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Artist's Talk & Exhibition: Lalla A. Essaydi at the San Diego Museum of Art

Posted By Administration, Tuesday, March 24, 2015

Artist’s Talk:  Lalla A. Essaydi

Saturday, March 28, 2015

10:30 am

 

 

Moroccan-born, New York-based artist Lalla Essaydi’s photographs are alluring and defiant.  They reference nineteenth-century Orientalist paintings, yet work to deconstruct stereotypes and sexualized representations.  Essaydi’s work, on view at the Museum, explores issues surrounding the role of women in Arab culture and their representation in the western European artistic tradition.

 

Essaydi will discuss her imagery and the techniques behind her work.

 

 

Lalla Essaydi:  Photographs

March 28 - August 04, 2015

 

The related exhibition, Lalla Essaydi: Photographs, includes ten works from three different series, and presents images in traditional and unique ways.  Viewers can experience these transportative large-scale works alone and in an array of contexts.  One group of images will be shown in the gallery dedicated to contemporary art, while others will be shown in the context of the Museum's Permanent Collection: alongside examples of historic Middle Eastern tile work and calligraphy; with related European paintings; and as part of the discourse of Modern art.

 

Text modified from SDMA Press Release.     

 

Learn more about the Artist's Talk or Exhibition at the San Diego Museum of Art.

Tags:  Edwynn Houk Gallery  Lalla A. Essaydi  Lalla Essaydi  San Diego Museum of Art 

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Exhibition: Human Rights Human Wrongs at the Photographers' Gallery

Posted By Administration, Tuesday, March 17, 2015

 on view through April 6, 2015

 

HUMAN RIGHTS HUMAN WRONGS [was] Curated by Mark Sealy, [and] takes the 1948 Universal Declaration of Human Rights as a historical, philosophical and curatorial starting point to focus an enquiry into photojournalistic practice and its impact on humanitarian objectives.  [The Exhibition] features more than 300 original press prints, drawn from the prestigious Black Star Collection of twentieth century photoreportage. It explores what role such images play in helping us understand the case for human rights, and further addresses the legacy of how photographs have historically functioned in raising awareness of international conflict.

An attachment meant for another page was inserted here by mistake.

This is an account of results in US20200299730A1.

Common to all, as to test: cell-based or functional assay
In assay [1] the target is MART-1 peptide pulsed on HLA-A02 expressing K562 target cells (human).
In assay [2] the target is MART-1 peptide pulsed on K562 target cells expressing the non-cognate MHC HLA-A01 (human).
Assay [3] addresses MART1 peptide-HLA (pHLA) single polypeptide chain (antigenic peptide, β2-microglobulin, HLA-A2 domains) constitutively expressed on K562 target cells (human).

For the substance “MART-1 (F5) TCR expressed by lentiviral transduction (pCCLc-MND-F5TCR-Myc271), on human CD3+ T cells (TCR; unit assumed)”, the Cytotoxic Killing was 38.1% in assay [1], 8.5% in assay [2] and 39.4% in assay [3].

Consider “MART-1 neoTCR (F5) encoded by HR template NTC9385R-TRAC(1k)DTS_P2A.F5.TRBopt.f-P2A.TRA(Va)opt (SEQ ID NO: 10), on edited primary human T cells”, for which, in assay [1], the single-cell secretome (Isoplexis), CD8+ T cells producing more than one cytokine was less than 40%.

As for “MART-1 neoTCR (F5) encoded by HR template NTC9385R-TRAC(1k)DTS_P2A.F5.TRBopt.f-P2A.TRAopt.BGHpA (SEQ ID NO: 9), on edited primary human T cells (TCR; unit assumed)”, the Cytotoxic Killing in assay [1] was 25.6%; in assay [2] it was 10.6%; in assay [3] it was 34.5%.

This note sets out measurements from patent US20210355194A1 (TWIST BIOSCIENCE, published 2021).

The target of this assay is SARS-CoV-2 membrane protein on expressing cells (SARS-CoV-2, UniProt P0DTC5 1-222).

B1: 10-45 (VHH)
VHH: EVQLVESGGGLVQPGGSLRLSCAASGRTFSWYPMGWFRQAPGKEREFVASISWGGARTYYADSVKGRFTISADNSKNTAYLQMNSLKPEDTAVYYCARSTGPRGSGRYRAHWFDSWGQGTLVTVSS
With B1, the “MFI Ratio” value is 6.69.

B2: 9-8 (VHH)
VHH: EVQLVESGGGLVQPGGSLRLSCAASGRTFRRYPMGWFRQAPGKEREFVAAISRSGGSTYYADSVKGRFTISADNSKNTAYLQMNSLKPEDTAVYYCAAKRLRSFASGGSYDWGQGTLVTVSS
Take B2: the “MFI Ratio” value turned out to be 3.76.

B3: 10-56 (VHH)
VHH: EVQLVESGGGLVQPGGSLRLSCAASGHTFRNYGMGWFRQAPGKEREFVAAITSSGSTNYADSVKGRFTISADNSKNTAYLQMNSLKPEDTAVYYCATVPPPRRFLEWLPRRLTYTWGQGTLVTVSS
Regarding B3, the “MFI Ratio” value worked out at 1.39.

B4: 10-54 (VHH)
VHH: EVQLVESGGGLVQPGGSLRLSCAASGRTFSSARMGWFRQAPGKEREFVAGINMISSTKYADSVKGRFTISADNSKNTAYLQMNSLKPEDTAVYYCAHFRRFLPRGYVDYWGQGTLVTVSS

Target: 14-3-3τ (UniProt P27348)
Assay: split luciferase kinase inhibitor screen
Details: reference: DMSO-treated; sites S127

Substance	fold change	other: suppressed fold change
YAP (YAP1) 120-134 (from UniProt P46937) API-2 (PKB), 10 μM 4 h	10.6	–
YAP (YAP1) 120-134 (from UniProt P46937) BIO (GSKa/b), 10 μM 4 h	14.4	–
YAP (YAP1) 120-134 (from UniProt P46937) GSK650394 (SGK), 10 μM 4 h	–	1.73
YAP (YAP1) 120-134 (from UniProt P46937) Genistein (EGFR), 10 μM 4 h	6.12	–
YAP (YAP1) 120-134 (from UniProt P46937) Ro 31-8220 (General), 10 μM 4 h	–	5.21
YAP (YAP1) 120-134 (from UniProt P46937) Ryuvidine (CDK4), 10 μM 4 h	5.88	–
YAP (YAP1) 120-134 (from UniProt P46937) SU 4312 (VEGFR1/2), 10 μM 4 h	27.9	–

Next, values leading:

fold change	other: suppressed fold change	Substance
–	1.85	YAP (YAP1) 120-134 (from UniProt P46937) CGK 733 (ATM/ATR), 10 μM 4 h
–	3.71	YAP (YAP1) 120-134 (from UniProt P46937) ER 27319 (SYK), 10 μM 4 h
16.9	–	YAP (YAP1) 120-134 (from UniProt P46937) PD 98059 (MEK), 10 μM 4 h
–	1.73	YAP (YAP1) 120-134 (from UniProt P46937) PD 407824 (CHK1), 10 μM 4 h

Spanning a time frame from 1945 until the early 90s, the exhibition examines the major political upheavals, conflicts, wars and struggles against racism and colonization that became especially urgent following World War II. . .  [and] includes images of the Civil Rights Movement in the US, independence movements in Africa, Middle Eastern and South American uprisings, the Vietnam War and key social unrest and protests in Europe. - Photographers' Gallery Press Release

 

 

Read the full releases and preview exhibition images at the Photographers' Gallery.

 

Tags:  Human Rights Human Wrongs  Photographers' Gallery 

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Exhibition: Impressionist to Modernist at The Frick

Posted By Blog User, Tuesday, March 10, 2015

 

Impressionist to Modernist: 

Masterworks of Early Photography

 

through April 19, 2015 

 

Impressionist to Modernist: Masterworks of Early Photography captures . . . a pivotal time in the history of the development of the medium.  The exhibition surveys works executed from the 1880’s  to the 1930’s and illustrates the progression of photography from the painterly, Impressionistic work of the Pictorialist movement, through the 20th century rise of “straight” photography—a Modernist approach that advocated photographs aim to be nothing more than direct representation of the world.

 

Rare, hand-crafted-vintage prints made through a variety of processes illustrate some of the artistic choices open to the late-19th and early-20th century photographer, and chart the shift to prominence of the classic black and white (gelatin silver) print, which came to dominate photography in the 20th century.

 

The exhibition is organized around the galvanic personality of Alfred Stieglitz and his circle.  Stieglitz gained international acclaim as a champion for photography and Modern Art.  Works by major members of Stieglitz’s circle, including Gertrude Käsebier, Clarence White, Edward Steichen, and Paul Strand are included in the this exhibition.   – Text adapted from the Frick Press Release.